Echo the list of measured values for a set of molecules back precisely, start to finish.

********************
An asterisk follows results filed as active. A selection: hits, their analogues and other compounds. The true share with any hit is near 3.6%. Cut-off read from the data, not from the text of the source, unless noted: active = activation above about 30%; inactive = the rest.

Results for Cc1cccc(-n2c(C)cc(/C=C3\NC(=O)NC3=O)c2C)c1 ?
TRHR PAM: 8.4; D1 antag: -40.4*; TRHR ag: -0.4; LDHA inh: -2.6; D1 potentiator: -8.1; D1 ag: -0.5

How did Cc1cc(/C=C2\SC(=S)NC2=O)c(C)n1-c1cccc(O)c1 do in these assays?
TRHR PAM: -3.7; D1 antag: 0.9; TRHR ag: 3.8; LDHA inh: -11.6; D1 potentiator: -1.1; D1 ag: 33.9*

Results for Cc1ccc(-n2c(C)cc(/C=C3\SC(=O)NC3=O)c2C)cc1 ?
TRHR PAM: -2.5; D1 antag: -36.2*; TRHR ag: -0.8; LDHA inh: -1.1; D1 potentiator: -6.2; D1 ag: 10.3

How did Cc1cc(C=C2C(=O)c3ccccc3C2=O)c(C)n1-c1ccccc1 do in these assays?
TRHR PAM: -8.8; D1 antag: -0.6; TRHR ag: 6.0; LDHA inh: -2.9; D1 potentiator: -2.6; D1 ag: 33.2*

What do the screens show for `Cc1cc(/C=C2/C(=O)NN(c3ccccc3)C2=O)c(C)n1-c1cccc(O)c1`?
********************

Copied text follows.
An asterisk follows results filed as active. A selection: hits, their analogues and other compounds. The true share with any hit is near 3.6%. Cut-off read from the data, not from the text of the source, unless noted: active = activation above about 30%; inactive = the rest.

Results for Cc1cccc(-n2c(C)cc(/C=C3\NC(=O)NC3=O)c2C)c1 ?
TRHR PAM: 8.4; D1 antag: -40.4*; TRHR ag: -0.4; LDHA inh: -2.6; D1 potentiator: -8.1; D1 ag: -0.5

How did Cc1cc(/C=C2\SC(=S)NC2=O)c(C)n1-c1cccc(O)c1 do in these assays?
TRHR PAM: -3.7; D1 antag: 0.9; TRHR ag: 3.8; LDHA inh: -11.6; D1 potentiator: -1.1; D1 ag: 33.9*

Results for Cc1ccc(-n2c(C)cc(/C=C3\SC(=O)NC3=O)c2C)cc1 ?
TRHR PAM: -2.5; D1 antag: -36.2*; TRHR ag: -0.8; LDHA inh: -1.1; D1 potentiator: -6.2; D1 ag: 10.3

How did Cc1cc(C=C2C(=O)c3ccccc3C2=O)c(C)n1-c1ccccc1 do in these assays?
TRHR PAM: -8.8; D1 antag: -0.6; TRHR ag: 6.0; LDHA inh: -2.9; D1 potentiator: -2.6; D1 ag: 33.2*

What do the screens show for `Cc1cc(/C=C2/C(=O)NN(c3ccccc3)C2=O)c(C)n1-c1cccc(O)c1`?